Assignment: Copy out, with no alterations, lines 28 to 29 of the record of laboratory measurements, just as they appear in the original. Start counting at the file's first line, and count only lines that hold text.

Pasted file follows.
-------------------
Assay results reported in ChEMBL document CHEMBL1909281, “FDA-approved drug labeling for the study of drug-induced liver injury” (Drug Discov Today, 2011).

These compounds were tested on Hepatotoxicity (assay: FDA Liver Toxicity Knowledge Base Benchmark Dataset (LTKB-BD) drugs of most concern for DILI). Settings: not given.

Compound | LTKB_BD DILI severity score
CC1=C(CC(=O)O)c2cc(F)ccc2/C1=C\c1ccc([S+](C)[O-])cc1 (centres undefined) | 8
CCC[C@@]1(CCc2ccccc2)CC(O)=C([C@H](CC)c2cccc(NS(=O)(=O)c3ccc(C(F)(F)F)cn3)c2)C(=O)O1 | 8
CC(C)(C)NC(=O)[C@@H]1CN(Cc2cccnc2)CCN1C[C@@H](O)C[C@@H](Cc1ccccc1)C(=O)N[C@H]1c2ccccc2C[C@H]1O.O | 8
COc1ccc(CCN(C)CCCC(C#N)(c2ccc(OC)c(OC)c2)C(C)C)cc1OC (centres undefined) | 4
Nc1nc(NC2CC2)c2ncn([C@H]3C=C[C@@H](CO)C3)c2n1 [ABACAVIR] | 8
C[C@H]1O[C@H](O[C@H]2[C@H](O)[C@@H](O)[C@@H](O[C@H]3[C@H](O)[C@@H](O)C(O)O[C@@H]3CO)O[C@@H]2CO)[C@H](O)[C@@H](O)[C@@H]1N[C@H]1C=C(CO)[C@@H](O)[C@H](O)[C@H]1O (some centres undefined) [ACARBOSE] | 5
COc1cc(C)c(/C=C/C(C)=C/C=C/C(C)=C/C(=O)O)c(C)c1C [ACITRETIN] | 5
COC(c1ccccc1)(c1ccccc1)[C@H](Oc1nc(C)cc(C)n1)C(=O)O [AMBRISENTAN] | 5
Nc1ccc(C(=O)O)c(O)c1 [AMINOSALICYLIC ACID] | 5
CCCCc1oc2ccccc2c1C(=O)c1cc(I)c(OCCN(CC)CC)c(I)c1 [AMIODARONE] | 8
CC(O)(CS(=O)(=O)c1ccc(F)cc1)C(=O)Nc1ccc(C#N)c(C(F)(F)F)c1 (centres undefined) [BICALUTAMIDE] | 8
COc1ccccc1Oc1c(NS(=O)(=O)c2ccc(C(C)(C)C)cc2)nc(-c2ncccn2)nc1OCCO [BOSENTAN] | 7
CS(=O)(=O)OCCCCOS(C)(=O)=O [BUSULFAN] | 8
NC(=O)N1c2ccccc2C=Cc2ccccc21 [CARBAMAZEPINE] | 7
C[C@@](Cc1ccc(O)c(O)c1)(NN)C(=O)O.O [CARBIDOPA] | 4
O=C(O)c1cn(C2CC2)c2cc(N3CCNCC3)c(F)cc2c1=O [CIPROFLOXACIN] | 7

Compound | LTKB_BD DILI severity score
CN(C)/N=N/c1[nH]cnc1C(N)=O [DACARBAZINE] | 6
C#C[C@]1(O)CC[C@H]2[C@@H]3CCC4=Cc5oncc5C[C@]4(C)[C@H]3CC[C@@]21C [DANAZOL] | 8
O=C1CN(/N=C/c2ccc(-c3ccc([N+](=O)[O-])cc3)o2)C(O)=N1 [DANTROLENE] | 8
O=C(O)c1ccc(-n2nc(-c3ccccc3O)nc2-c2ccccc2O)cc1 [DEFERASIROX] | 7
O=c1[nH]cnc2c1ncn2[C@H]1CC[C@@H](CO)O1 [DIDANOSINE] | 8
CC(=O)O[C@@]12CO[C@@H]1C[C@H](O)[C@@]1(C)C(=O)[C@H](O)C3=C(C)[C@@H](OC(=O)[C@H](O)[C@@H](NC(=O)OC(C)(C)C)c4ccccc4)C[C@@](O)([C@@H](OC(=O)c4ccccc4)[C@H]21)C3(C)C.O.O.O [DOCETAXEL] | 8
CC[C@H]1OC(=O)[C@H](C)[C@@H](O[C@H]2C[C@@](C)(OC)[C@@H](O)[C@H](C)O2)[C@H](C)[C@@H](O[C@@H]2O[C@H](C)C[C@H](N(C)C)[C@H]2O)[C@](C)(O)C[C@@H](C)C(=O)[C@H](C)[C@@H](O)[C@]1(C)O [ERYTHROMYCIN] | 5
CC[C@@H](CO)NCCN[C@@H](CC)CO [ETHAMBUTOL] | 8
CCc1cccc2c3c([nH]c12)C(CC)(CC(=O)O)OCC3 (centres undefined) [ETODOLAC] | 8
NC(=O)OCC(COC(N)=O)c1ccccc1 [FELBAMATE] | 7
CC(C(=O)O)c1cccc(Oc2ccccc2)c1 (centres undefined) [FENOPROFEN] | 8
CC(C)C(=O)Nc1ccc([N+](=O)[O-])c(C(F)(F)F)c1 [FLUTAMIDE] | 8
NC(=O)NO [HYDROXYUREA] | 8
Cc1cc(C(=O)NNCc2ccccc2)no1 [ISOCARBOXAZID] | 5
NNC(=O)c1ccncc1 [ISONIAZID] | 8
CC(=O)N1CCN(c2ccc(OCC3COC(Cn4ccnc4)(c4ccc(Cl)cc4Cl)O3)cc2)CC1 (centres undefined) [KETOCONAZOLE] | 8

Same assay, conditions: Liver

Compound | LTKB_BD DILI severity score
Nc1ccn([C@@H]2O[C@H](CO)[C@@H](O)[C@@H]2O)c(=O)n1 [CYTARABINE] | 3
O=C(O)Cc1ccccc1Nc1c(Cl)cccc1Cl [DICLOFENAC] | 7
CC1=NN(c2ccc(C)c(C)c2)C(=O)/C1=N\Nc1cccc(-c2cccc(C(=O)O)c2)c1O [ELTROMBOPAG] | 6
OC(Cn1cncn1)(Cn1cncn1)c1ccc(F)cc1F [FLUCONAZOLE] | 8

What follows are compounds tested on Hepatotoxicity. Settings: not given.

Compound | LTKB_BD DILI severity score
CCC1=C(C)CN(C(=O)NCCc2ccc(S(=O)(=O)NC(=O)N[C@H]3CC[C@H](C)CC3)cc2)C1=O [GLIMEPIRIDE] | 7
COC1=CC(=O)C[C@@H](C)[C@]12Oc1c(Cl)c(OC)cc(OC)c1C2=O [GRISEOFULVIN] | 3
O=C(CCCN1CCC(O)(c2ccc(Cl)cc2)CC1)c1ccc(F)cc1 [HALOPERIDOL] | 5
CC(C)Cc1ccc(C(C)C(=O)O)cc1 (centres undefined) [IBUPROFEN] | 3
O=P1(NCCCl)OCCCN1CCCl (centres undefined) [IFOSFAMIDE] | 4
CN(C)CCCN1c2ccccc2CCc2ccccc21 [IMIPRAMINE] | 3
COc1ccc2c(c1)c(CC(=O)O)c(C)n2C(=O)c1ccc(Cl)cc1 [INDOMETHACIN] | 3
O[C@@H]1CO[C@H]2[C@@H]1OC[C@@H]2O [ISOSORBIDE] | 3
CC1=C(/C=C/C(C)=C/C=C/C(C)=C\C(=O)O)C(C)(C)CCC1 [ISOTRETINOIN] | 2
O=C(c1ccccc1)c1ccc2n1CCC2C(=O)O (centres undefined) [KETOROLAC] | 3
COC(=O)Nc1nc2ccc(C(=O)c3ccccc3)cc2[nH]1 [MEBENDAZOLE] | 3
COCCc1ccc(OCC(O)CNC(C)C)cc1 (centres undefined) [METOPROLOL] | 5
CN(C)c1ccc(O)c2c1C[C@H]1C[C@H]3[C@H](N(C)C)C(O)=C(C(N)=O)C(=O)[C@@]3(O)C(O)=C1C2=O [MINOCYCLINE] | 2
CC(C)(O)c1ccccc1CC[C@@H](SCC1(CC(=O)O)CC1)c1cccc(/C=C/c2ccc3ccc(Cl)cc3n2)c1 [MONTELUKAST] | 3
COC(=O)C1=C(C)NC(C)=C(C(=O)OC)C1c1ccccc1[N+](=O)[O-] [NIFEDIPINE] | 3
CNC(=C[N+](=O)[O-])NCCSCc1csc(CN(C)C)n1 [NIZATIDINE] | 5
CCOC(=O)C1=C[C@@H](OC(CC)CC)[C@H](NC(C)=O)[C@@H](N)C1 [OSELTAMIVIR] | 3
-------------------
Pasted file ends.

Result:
CC[C@@H](CO)NCCN[C@@H](CC)CO [ETHAMBUTOL] | 8
CCc1cccc2c3c([nH]c12)C(CC)(CC(=O)O)OCC3 (centres undefined) [ETODOLAC] | 8